Write a minimum 300 word paper addressingWhat are the issue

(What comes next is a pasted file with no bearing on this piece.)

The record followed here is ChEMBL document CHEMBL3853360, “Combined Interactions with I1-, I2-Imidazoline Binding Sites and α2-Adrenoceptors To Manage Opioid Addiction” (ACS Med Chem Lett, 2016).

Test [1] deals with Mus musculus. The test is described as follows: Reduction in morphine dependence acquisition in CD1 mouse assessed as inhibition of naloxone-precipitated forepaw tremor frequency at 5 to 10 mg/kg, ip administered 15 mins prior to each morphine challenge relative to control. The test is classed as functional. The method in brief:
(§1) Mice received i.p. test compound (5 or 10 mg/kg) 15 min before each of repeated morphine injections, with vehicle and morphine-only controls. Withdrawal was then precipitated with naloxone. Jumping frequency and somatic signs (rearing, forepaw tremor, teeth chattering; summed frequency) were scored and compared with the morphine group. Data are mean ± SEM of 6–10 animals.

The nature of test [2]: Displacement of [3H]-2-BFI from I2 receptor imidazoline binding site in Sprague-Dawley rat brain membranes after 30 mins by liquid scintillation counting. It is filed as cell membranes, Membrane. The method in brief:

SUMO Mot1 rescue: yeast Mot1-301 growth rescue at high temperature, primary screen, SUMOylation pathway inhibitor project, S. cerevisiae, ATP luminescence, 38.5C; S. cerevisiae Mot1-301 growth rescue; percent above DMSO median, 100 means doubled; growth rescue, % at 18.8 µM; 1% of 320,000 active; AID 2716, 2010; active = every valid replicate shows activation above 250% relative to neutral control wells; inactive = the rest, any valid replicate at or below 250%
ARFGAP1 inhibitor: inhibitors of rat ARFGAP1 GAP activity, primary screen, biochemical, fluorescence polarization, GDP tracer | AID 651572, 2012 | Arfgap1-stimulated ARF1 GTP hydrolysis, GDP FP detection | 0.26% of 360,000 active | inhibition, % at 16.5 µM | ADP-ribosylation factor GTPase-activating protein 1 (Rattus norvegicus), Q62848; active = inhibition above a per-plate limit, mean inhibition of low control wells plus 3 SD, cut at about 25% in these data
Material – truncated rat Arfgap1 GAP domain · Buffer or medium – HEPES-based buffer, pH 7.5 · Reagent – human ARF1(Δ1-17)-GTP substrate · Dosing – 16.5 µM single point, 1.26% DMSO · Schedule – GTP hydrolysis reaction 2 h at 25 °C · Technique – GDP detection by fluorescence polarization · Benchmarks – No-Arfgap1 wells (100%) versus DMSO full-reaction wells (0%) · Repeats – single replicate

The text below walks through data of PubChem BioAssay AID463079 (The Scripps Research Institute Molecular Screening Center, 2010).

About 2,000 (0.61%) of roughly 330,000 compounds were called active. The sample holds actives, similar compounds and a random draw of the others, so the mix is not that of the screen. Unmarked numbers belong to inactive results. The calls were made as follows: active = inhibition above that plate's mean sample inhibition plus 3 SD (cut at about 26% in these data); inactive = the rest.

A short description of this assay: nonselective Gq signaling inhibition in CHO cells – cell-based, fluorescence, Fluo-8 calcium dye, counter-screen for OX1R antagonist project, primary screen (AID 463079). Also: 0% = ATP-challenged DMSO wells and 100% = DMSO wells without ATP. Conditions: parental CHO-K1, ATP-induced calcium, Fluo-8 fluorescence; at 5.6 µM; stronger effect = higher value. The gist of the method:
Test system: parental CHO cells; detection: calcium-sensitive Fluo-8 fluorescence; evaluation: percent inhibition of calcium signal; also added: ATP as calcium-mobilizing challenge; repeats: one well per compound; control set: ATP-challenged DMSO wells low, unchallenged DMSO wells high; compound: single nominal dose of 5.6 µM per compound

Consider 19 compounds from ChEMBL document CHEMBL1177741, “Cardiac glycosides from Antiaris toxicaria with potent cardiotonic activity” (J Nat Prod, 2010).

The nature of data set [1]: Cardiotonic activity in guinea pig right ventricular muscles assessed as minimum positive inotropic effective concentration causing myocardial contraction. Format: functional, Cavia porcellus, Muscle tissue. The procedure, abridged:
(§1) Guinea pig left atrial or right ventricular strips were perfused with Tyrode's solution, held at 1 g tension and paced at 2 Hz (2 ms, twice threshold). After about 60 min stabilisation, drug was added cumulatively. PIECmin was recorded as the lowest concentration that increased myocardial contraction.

Write a minimum 300 word paper addressing:What are the issues raised in this case?How important do you believe these issues are?What course of action would you have taken? Please explain.Paper must follow the APA standards regarding formatting, citation, and references.Case Study:Tom Peterson is an industrial salesrepresentative for J&R Company, a large company in the pipe, valve, and fittingindustry. J&R Company serves customers with facilities in which gases orliquids are moved from one place to another in the manufacturing process. Tomreturned to his office from visiting a large potential customer in the paperand pulp industry. During his drive, Tom decided to call his weekly golfpartner Sam McNeil, a reporter for the trade publication for Tom’s industry.Tom planned to ask Sam to run a story about his company’s new product and thetwo largest companies that Tom believed would soon sign a contract with J&Rto purchase the product. J&R Company had developed a new valve system thatthey believed would reduce spills and leaks in customers’ manufacturingfacilities. However, the product was slow to take off in the market. WhileJ&R’s system was shown to reduce leaks by 0.4 percent (0.5 percent with theadditional purchase of an extended service contract), Tom believed those reportssignificantly underestimated the value of the system. Valve leak detectionsystems had become extremely popular in manufacturing facilities in recentyears. Tom sensed that the product wasslow-moving on the market because companies felt that the leak detectionsystems were more cost-effective than purchasing a completely new valve systemand stopping production while the new system was installed. Earlier in the day,Tom had visited one of his company’s largest prospective customers—Biddle Inc.,a major pulp and paper company. Tom told Biddle Inc. that one of its closestcompetitors would soon begin using J&R’s new valve system. While BiddleInc.’s competitor had not yet signed a contract or committed to J&R, Tomfelt that they soon would come round and agree to purchase the system as wellas the extended service contract. Tom offered Biddle Inc. a low price on theinitial system. He knew the initial system would be obsolete in the next yearas the company refined the system and significantly decreased its spill/leakagerate. But Tom felt that if Biddle Inc. agreed to buy the initial system, theywould see how well the product performed and naturally upgrade to the refinedsystem once it was placed on the market. Tom explained to Biddle Inc. that thenew system substantially reduced the risk of leaks and spills, which slow downproduction and are costly. Tom built his sales presentation around the costs ofleaks or spills across all industries in which liquids and gas are somehowprocessed. He mentioned several times in his sales presentation that ascompared to purchasing the new valve system only, purchasing the extendedservice contract would offer Biddle Inc. a 20 percent reduction in the spillrate. Tom hoped that if Sam, his golfing partner, would help him with mediacoverage for J&R’s new valve system, the product might start to pick upsome momentum on the market. He planned to use coverage of the story as anadditional lever to close the deals with Biddle Inc. and its competitor. Whileneither potential customer had committed, and both frankly told Tom they hadserious reservations about the new product, Tom thought a product reviewpublished in a respected trade publication would offer the product thecredibility it needed to jump-start sales. In any case, Sam owed Tom a favor.If the valve system did not do well in the market during the next quarter,J&R had made clear that the company would be forced to downsize its salesforce. The company had an extended line of products and services, and while seniormanagement hoped the new valve system would become a flagship product for thecompany, they would not sacrifice the reputation of their other products inattempts to force a lackluster product to market. Tom has worked for J&Rfor ten years. Nevertheless, he felt his job was vulnerable. He had shifted hissales emphasis entirely to the new valve system, giving up territory andsmaller customers who purchased other products and services from the company.In Tom’s city, industrial sales positions were limited. With two children—onein high school, the other in middle school—and a wife with a secure position ata large law firm in the area, Tom did not welcome the prospects of job change.He had to find a way to make the new valve system a marketplace success.

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